Cells from the bone marrow participate in the development of pulmonary arterial hypertension (PAH), and they can also protect against it, according to new findings from a team of Vanderbilt University Medical Center investigators.
It was known that bone marrow-derived cells are present in the lungs of patients with PAH, but it was unclear if the cells had a role in the disease or were simply “bystanders” to an ongoing disease process, said Rizwan Hamid, M.D., Ph.D., associate professor of Pediatrics.
The findings, published in the American Journal of Respiratory and Critical Care Medicine, suggest that it may one day be possible to treat PAH with bone marrow transplants.
“This is important because pulmonary arterial hypertension is a really bad disease,” Hamid said. “It’s progressive and fatal. There are no good treatment options for patients.”
In PAH, the blood vessels in the lungs narrow, causing increased pressure. This makes it harder for the heart to pump blood through the lungs and eventually leads to heart failure. The disorder often results from genetic mutations — either inherited or sporadic — but the molecular mechanisms that cause the disease are not known, Hamid said.
The gene most commonly mutated in inherited PAH is the bone morphogenetic protein receptor 2 (BMPR2). Hamid worked with colleagues, including James West, Ph.D., associate professor of Medicine, to study PAH in a genetic mouse model of the disease. The mice express a mutant BMPR2 and develop PAH.
To explore the role of bone marrow in PAH, the investigators performed a series of bone marrow transplants using normal and BMPR2-mutant mice.
They found that mutant bone marrow caused PAH, with cellular remodeling and inflammation, when it was transplanted into normal mice. Normal bone marrow had a protective effect against PAH when it was transplanted into mutant mice.
The researchers tracked chromosomes in the transplanted bone marrow to confirm that donor bone marrow cells were present in the lungs of the recipient mice. Their studies demonstrated that the bone marrow cells involved in PAH are hematopoietic stem cells.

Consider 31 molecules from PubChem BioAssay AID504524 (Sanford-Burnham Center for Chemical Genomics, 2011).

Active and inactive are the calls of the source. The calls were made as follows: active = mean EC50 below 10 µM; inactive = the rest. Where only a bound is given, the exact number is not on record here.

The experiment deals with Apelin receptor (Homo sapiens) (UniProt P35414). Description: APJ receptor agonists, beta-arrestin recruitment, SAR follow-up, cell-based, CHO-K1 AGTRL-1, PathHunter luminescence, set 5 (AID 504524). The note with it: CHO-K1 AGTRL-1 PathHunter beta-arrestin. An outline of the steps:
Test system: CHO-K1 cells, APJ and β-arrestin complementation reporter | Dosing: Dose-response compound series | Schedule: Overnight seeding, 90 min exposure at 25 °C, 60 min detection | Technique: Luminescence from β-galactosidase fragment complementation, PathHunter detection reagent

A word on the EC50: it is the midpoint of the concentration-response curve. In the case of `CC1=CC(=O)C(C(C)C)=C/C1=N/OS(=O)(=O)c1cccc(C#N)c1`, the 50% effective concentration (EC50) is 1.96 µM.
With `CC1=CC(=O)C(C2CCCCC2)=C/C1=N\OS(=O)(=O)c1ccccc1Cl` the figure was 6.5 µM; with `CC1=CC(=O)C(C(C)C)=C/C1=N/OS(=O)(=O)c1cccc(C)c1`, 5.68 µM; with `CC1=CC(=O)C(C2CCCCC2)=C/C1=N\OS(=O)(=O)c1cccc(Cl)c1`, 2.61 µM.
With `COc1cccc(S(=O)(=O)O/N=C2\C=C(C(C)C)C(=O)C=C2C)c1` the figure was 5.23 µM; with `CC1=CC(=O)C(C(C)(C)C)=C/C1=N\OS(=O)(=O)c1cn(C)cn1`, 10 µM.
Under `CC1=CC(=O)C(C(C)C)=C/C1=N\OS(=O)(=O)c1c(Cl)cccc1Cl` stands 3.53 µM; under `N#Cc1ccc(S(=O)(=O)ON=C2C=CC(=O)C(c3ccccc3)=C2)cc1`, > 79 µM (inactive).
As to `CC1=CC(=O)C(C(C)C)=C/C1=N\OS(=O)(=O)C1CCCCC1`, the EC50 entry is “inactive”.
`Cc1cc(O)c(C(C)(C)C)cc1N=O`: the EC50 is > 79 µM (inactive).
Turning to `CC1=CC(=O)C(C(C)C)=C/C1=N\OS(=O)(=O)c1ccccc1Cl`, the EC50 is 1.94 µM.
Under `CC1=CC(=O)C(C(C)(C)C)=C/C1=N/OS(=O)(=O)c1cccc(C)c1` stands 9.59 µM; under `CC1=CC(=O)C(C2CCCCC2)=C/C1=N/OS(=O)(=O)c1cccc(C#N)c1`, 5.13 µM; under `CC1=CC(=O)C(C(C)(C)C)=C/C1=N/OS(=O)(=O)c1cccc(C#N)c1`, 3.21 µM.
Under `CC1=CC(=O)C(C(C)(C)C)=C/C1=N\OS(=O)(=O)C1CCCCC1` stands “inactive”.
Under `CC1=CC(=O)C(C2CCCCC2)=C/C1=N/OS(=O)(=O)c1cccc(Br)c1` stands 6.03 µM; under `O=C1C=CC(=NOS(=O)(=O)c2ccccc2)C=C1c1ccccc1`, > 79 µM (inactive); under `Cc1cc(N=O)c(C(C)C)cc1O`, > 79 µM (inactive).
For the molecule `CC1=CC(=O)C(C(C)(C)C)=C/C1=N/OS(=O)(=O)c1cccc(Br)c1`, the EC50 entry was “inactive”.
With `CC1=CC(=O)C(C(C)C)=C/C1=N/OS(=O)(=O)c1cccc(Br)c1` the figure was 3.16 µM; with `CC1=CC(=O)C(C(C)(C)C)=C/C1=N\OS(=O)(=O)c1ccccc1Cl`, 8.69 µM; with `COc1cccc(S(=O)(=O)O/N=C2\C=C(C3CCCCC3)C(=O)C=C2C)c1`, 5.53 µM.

“Who would have thought that a lung disease is being affected by the cells that are part of the hematologic system, not the pulmonary system,” Hamid said.
The findings suggest that bone marrow transplantation may be a viable treatment option for PAH. Hamid and his colleagues will continue to explore this idea in mouse models, with a long-term goal of launching clinical trials in patients.
They also are exploring the potential for “editing” the faulty gene in bone marrow stem cells, so that a patient’s own cells could be used for transplant.
“We’re envisioning a treatment scenario where we take out the bone marrow cells of patients with PAH, fix the mutant gene, and then transplant the cells back into the patient,” Hamid said. “Then there would be no worries about rejection, graft-versus-host disease or other post-transplant problems.”
The findings add to Vanderbilt’s successes in the area of pulmonary hypertension.
“Vanderbilt’s pulmonary hypertension program is number one in the world,” Hamid said. “Fundamental discoveries about pulmonary hypertension have been made here, which gave us the benefit of great collaborators who can think outside the box and provide important feedback.”
Co-authors of the current study include Ling Yan, Ph.D., Xinping Chen, Ph.D., Megha Talati, Ph.D., Bethany Nunley, Santhi Gladson, Tom Blackwell, Joy Cogan, Ph.D., Eric Austin, M.D., MSCI, Ferrin Wheeler, Ph.D., and James Loyd, M.D. The research was supported by a grant from the National Heart, Lung and Blood Institute (HL102020).